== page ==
Heat waves have been sweeping across the globe this summer, exacerbated by the El Niño climate pattern and the formation of heat domes. Phoenix, for instance, has been facing record-breaking temperatures, with air temperatures exceeding 110 degrees Fahrenheit for 27 consecutive days, according to the National Weather Service.
For individuals living in areas with extreme heat conditions, there is yet another concern to add to their list. A recent study conducted by Recurrent, a company specializing in monitoring and optimizing electric vehicle (EV) battery life, reveals that extreme heat can significantly reduce the range of these vehicles by almost a third.
Recurrent analyzed battery data from 7,500 EVs to gain insights into the impact of summer heat on their range. While the study did not specify the breakdown by model or brand, it found that compared to the maximum range, an EV loses approximately 2.8% at 80 degrees, 5% at 90 degrees, and up to 31% at 100 degrees.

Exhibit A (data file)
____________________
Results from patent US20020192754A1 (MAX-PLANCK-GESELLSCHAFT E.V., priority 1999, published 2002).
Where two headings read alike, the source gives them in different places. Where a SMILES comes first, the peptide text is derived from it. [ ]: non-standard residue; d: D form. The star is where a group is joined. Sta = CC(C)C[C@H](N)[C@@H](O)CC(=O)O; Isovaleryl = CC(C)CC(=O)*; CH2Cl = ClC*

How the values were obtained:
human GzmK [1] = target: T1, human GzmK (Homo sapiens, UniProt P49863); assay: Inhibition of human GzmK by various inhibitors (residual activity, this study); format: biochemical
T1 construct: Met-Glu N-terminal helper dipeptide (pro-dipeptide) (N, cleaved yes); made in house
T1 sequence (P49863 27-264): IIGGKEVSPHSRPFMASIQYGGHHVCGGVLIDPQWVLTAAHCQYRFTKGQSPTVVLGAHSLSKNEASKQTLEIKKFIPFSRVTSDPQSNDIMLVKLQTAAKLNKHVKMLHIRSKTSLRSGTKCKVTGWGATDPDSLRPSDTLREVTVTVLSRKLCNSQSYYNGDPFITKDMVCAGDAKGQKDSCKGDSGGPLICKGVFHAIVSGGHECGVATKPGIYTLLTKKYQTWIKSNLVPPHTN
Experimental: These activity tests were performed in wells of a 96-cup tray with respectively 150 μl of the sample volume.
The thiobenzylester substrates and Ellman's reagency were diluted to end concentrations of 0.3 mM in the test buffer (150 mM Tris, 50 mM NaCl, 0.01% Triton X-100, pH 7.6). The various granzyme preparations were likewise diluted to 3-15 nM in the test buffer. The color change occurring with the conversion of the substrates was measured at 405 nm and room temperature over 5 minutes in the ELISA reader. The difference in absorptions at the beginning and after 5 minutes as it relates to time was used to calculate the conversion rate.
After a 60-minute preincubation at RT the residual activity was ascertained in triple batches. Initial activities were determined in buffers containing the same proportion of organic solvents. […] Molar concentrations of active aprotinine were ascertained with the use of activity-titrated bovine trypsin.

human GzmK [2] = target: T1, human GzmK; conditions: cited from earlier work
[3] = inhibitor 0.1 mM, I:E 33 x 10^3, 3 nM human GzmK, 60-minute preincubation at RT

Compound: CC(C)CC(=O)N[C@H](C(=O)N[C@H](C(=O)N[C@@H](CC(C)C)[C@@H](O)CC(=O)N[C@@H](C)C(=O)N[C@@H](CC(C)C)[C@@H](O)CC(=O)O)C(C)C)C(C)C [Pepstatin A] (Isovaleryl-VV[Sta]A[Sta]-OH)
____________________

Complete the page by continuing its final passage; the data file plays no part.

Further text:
It is important to note that the loss of range at 100 degrees is based on limited data, and Recurrent intends to provide a more updated figure as they gather more information. Nonetheless, the company assures users that turning on the air conditioning has minimal impact on an EV’s range.
The study also highlights that EVs tend to experience greater range loss due to heating during winter months. However, the disparity between the ideal cabin temperature and outside temperature is generally smaller in summer than in winter. In fact, cooling the cabin by 20 degrees consumes less energy compared to warming it by 50 degrees.
Although this data might cause concern for owners of electric vehicles, it is essential to understand the implications of extreme heat on EV performance. By staying informed and adopting strategies to mitigate range loss, EV owners can make the most of their vehicles even in hot weather conditions.